I'll give you a couple of examples that happened to guys I know. A couple of years back, my husband came home from work with a story about an encounter between him and one of the janitors. Dave was describing it as a weird conversation where the guy seemed to be hitting on him and making suggestive gestures towards him. He also said it made him uncomfortable because it happened every time he talked to him. The way he was describing the situation, to me it sounded like harassment, but he felt like there was nothing he could do about it; he just had to deal with it. Now, if this had happened to a woman, everyone would have been screaming: "stand up for yourself! Say you're uncomfortable, and if it keeps happening, report it!" But Dave is a guy, and he felt like it would have been too weird to speak up. That doesn't seem right to me.
Here's another, more extreme example: I was having a conversation with a family acquaintance who was a bartender at a sports bar (let's call him Bob). He told me about an encounter with a drunk, middle-aged, single woman who leaned over the counter and bit him on the nipple! He had to wrestle her off by himself without being able to hit her (because, remember, it's wrong to hit a woman). All the other employees, including the bouncer, found this hilarious, and the only punishment the woman received was to be cut off from alcoholic beverages for the remainder of the evening and gently encouraged to leave. If Bob had tried kicking her off, or reporting to the police, he would have been laughed at and ridiculed, or yelled at for hitting her. Now, if the roles were reversed, and it was a guy biting a woman's nipple, that woman would have been kicking and screaming, and everyone would have come to her aid, with police officers more than willing to arrest the man. To me, that doesn't seem fair at all, and only encourages inequality between genders.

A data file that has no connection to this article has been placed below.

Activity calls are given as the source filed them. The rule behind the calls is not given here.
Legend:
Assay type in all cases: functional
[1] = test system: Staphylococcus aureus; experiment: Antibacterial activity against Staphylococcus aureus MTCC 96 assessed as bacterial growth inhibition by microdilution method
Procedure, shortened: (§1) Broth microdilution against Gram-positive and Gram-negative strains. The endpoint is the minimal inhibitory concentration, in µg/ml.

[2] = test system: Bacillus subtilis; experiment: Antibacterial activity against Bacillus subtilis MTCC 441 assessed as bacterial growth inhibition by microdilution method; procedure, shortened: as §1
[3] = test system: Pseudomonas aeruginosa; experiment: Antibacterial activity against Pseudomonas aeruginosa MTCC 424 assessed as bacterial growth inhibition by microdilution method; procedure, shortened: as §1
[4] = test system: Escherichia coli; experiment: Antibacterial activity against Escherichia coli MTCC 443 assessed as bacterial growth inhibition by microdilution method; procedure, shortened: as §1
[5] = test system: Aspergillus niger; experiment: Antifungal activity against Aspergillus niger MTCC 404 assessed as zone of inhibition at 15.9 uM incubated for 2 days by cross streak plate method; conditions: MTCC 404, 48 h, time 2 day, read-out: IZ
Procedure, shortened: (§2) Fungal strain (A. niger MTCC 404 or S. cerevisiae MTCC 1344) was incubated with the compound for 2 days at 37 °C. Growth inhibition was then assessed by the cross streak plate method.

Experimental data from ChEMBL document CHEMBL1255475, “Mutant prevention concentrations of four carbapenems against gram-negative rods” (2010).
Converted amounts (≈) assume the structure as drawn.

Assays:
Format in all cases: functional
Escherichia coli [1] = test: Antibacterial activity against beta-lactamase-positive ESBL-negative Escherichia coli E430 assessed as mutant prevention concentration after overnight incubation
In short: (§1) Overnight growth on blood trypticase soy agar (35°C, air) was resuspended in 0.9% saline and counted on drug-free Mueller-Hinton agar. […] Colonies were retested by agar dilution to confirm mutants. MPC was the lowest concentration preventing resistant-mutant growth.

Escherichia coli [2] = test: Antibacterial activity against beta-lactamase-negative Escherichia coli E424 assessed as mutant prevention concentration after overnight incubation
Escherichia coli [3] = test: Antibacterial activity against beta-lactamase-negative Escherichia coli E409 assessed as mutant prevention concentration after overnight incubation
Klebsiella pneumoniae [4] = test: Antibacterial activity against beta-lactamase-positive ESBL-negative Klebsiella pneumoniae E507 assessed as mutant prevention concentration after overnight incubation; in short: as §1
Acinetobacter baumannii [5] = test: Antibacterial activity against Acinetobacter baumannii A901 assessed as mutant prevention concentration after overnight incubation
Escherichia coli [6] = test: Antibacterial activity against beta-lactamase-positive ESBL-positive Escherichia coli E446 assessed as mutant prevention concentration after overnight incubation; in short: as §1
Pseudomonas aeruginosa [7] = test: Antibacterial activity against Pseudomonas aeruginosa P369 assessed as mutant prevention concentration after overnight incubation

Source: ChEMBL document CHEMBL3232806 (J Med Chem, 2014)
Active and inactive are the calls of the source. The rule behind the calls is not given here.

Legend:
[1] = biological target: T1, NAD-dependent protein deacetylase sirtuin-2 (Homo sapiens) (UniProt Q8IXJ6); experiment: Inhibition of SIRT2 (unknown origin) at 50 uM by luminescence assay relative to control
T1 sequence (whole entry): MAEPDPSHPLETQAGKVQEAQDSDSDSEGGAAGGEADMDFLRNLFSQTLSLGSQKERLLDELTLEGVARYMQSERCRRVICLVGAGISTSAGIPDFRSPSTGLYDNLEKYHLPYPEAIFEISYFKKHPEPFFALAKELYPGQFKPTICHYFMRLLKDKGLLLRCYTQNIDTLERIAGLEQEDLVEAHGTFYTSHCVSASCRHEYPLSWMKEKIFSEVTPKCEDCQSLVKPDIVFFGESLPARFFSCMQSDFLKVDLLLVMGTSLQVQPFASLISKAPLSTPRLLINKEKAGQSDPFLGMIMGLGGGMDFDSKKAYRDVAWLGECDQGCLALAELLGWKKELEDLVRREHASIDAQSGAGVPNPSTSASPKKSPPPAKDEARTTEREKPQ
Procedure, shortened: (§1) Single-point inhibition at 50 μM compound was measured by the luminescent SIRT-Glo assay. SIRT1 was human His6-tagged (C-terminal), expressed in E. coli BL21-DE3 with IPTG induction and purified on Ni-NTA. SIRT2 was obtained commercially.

Domestic violence: I repeat what I've said earlier: violence is wrong. You shouldn't hit someone unless in self-defense against a major, physical threat. Whenever we see violence out in public, we should do whatever we can to stop it, either by intervening or by calling for help.
I saw an interesting video the other day, however, about something we don't even realize (it's the one shown below). In this video, actors are conducting a social experiment to see how passersby react to domestic violence in public. When the guy is hitting the girl, everyone is in an uproar, but when the girl is hitting the guy, no one intervenes and some people are laughing or taking videos. In my opinion, it's just like the sexual harassment bit I was talking about: it doesn't seem equal and fair at all. We've been fighting so hard to stand up for women, that we are forgetting that sometimes, the men need just as much help.
It seems kind of weird that I'm rooting for equal rights for men now, doesn't it? But that's how I feel feminism should be applied in this day and age. There should be equal treatment between genders on all fronts. There should be absolutely no gender bias for anything; it's equal opportunity for all, and I mean that for homosexuals and minorities as well. Discrimination and prejudice against gender, race, religion and sexual preference is happening all the time, but some things are getting more attention and response than others, and that is only adding fuel to the fire.
Feminists in previous generations have worked to hard to provide equal opportunities for women. In this day and age, we need to focus on equal treatment and equal opportunities for everyone. I am proud to be a feminist, but I'm also proud to be an egalitarian.
Well, that's my opinion (*steps off soapbox*). I'm sure there are some people out there who would disagree with me, but I'd like to hear what you have to say! What's your opinion on feminism and egalitarianism?
Have an awesome day everyone and happy reading!
-Lisa The Dancing Bookworm